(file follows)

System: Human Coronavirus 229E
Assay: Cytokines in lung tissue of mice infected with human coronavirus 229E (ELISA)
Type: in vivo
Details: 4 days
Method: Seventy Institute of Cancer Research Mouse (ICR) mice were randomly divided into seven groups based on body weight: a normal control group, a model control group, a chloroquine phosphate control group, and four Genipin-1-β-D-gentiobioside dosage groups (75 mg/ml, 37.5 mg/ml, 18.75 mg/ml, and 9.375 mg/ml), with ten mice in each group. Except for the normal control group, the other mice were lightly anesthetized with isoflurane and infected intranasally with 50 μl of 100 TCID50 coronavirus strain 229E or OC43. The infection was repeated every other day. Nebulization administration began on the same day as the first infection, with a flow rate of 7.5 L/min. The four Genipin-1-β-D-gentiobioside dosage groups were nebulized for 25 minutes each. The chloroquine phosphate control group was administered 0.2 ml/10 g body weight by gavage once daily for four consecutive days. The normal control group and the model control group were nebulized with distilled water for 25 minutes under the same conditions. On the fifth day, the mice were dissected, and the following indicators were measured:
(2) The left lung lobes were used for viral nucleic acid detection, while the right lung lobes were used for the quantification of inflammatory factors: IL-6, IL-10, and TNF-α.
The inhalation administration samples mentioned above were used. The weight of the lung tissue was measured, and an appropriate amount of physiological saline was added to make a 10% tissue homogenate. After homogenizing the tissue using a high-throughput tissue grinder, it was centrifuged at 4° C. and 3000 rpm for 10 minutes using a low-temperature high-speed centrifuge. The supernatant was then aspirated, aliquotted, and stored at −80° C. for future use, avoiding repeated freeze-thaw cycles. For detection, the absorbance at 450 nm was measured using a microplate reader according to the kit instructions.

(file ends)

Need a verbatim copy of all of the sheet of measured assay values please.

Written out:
System: Human Coronavirus 229E
Assay: Cytokines in lung tissue of mice infected with human coronavirus 229E (ELISA)
Type: in vivo
Details: 4 days
Method: Seventy Institute of Cancer Research Mouse (ICR) mice were randomly divided into seven groups based on body weight: a normal control group, a model control group, a chloroquine phosphate control group, and four Genipin-1-β-D-gentiobioside dosage groups (75 mg/ml, 37.5 mg/ml, 18.75 mg/ml, and 9.375 mg/ml), with ten mice in each group. Except for the normal control group, the other mice were lightly anesthetized with isoflurane and infected intranasally with 50 μl of 100 TCID50 coronavirus strain 229E or OC43. The infection was repeated every other day. Nebulization administration began on the same day as the first infection, with a flow rate of 7.5 L/min. The four Genipin-1-β-D-gentiobioside dosage groups were nebulized for 25 minutes each. The chloroquine phosphate control group was administered 0.2 ml/10 g body weight by gavage once daily for four consecutive days. The normal control group and the model control group were nebulized with distilled water for 25 minutes under the same conditions. On the fifth day, the mice were dissected, and the following indicators were measured:
(2) The left lung lobes were used for viral nucleic acid detection, while the right lung lobes were used for the quantification of inflammatory factors: IL-6, IL-10, and TNF-α.
The inhalation administration samples mentioned above were used. The weight of the lung tissue was measured, and an appropriate amount of physiological saline was added to make a 10% tissue homogenate. After homogenizing the tissue using a high-throughput tissue grinder, it was centrifuged at 4° C. and 3000 rpm for 10 minutes using a low-temperature high-speed centrifuge. The supernatant was then aspirated, aliquotted, and stored at −80° C. for future use, avoiding repeated freeze-thaw cycles. For detection, the absorbance at 450 nm was measured using a microplate reader according to the kit instructions.